However, the American Petroleum Institute and the US Chambers of Commerce (vested interests if ever there were) are trying to fight back and have initiated a law suit in the US to nullify section 1504

How curious that libertarians fight on behalf of secrecy – the proponents of a free market arguing against a main tenet of economics – free information.

Battle lines are being drawn – the light and the dark.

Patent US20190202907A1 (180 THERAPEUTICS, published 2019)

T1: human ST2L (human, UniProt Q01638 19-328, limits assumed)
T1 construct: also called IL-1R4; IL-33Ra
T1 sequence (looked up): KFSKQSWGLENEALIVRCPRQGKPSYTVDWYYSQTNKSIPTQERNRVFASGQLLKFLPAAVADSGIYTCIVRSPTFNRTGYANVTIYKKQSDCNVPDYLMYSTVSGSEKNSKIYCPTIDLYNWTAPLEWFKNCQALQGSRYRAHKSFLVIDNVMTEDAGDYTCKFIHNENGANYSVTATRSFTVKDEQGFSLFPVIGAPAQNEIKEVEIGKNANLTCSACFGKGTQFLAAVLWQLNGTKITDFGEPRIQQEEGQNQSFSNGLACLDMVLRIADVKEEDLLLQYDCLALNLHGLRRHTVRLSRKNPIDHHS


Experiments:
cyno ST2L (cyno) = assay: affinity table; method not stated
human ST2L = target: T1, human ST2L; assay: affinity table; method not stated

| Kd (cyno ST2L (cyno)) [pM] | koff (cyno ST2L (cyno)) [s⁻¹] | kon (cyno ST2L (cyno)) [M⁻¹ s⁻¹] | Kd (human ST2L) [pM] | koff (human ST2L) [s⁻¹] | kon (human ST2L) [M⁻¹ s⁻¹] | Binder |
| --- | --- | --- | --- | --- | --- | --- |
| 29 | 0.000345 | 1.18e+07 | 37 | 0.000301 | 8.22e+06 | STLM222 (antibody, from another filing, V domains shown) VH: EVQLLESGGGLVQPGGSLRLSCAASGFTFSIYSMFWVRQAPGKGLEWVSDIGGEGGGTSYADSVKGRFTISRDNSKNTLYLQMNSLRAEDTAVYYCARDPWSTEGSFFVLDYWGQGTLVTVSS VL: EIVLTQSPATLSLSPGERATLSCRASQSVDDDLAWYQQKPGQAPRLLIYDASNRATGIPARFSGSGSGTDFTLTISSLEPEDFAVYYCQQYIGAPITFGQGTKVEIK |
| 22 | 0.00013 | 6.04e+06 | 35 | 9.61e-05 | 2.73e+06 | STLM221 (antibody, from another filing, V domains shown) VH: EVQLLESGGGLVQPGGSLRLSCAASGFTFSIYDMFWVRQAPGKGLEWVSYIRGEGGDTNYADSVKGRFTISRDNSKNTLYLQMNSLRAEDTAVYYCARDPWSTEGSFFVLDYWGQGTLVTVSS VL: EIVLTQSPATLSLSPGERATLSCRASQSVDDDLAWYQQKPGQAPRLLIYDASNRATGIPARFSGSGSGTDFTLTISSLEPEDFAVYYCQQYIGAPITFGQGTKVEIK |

21st Century Schizoid Man, King Crimson’s take on Spiro Agnew, was written in 1969 but the 21st Century does even now witness such schizoid tendencies characterized by corporate and governmental secretiveness, emotional coldness and apathy that typifies the illness. The lack of openness is world-wide and exhibited by the Chinese authorities’ suppression of its Southern Weekly newspaper when an editorial criticizing Chinese leadership was thrown out and one supporting the leadership was superimposed. Anyone reading Martin Jacques book “When China Rules the World” would not be surprised at the suppression. It characterizes the central leadership of this “civilization state” but Jacques argues that we see it too much with western eyes. But, what if we in the West are right and democratic freedom and openness are the motors that drive our human endeavours? What if the Chinese have, for 2,000 years, actually got it wrong. As China grows stronger, the move away from freedom for information will intensify and Chambers of Commerce will battle against laws for transparency that they will argue provides Chinese firms with advantages. This is a battle that has to be fought world-wide.